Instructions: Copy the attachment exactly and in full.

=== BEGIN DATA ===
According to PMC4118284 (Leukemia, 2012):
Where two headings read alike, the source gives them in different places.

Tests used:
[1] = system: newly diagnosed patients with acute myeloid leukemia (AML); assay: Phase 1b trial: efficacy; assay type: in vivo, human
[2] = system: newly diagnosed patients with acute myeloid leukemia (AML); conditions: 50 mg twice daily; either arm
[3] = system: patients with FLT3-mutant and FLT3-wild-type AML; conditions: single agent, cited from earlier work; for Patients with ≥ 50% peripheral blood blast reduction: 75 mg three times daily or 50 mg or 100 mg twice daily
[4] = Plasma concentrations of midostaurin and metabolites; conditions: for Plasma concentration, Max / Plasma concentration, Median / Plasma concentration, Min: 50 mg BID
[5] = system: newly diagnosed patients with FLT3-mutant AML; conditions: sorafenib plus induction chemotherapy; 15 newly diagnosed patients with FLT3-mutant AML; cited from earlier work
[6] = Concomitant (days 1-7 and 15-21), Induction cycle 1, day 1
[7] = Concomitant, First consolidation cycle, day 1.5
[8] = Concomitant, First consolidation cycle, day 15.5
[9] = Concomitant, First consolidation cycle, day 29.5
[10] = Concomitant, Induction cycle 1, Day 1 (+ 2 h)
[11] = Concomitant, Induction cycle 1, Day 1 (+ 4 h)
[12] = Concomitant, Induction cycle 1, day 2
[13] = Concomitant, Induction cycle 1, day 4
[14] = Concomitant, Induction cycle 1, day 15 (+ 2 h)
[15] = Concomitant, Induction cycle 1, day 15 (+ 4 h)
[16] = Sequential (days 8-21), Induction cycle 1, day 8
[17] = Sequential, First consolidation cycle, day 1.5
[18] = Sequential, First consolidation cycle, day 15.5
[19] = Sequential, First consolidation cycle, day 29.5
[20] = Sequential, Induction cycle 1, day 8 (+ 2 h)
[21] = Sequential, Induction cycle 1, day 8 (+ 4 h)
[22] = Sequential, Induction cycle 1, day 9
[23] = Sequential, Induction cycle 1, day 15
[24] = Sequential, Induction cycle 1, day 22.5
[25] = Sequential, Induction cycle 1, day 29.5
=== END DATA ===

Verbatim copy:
According to PMC4118284 (Leukemia, 2012):
Where two headings read alike, the source gives them in different places.

Tests used:
[1] = system: newly diagnosed patients with acute myeloid leukemia (AML); assay: Phase 1b trial: efficacy; assay type: in vivo, human
[2] = system: newly diagnosed patients with acute myeloid leukemia (AML); conditions: 50 mg twice daily; either arm
[3] = system: patients with FLT3-mutant and FLT3-wild-type AML; conditions: single agent, cited from earlier work; for Patients with ≥ 50% peripheral blood blast reduction: 75 mg three times daily or 50 mg or 100 mg twice daily
[4] = Plasma concentrations of midostaurin and metabolites; conditions: for Plasma concentration, Max / Plasma concentration, Median / Plasma concentration, Min: 50 mg BID
[5] = system: newly diagnosed patients with FLT3-mutant AML; conditions: sorafenib plus induction chemotherapy; 15 newly diagnosed patients with FLT3-mutant AML; cited from earlier work
[6] = Concomitant (days 1-7 and 15-21), Induction cycle 1, day 1
[7] = Concomitant, First consolidation cycle, day 1.5
[8] = Concomitant, First consolidation cycle, day 15.5
[9] = Concomitant, First consolidation cycle, day 29.5
[10] = Concomitant, Induction cycle 1, Day 1 (+ 2 h)
[11] = Concomitant, Induction cycle 1, Day 1 (+ 4 h)
[12] = Concomitant, Induction cycle 1, day 2
[13] = Concomitant, Induction cycle 1, day 4
[14] = Concomitant, Induction cycle 1, day 15 (+ 2 h)
[15] = Concomitant, Induction cycle 1, day 15 (+ 4 h)
[16] = Sequential (days 8-21), Induction cycle 1, day 8
[17] = Sequential, First consolidation cycle, day 1.5
[18] = Sequential, First consolidation cycle, day 15.5
[19] = Sequential, First consolidation cycle, day 29.5
[20] = Sequential, Induction cycle 1, day 8 (+ 2 h)
[21] = Sequential, Induction cycle 1, day 8 (+ 4 h)
[22] = Sequential, Induction cycle 1, day 9
[23] = Sequential, Induction cycle 1, day 15
[24] = Sequential, Induction cycle 1, day 22.5
[25] = Sequential, Induction cycle 1, day 29.5